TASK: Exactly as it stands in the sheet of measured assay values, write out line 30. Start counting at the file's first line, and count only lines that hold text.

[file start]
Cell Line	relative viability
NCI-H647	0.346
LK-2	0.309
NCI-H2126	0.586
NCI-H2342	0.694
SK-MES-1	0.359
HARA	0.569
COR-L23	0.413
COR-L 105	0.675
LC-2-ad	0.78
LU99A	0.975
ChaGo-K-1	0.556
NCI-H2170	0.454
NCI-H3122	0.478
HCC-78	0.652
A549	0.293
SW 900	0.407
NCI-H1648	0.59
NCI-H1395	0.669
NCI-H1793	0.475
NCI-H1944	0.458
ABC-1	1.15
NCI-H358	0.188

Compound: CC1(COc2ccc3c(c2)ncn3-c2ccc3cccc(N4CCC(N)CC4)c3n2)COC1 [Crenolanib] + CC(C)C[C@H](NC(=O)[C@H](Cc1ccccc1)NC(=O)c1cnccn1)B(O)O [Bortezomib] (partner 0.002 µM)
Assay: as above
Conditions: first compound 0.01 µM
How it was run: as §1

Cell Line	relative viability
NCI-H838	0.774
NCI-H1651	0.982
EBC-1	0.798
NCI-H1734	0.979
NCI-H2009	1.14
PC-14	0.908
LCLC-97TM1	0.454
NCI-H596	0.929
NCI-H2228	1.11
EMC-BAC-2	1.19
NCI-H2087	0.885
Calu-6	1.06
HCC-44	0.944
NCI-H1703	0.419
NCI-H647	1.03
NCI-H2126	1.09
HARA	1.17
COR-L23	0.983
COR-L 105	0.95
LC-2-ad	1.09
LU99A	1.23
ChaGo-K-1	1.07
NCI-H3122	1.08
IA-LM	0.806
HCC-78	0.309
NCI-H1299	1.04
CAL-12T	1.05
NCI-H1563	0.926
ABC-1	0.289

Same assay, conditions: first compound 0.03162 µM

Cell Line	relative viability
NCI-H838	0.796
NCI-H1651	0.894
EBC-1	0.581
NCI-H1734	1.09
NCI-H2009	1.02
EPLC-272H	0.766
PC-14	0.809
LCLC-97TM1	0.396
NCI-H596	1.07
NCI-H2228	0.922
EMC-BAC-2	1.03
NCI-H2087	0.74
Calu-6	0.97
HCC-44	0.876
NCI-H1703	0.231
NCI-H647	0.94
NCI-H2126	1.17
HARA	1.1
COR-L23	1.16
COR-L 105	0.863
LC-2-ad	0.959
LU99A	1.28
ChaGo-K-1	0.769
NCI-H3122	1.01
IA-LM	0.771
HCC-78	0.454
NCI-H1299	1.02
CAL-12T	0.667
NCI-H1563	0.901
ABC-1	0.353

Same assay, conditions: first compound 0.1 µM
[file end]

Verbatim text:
NCI-H1651	0.982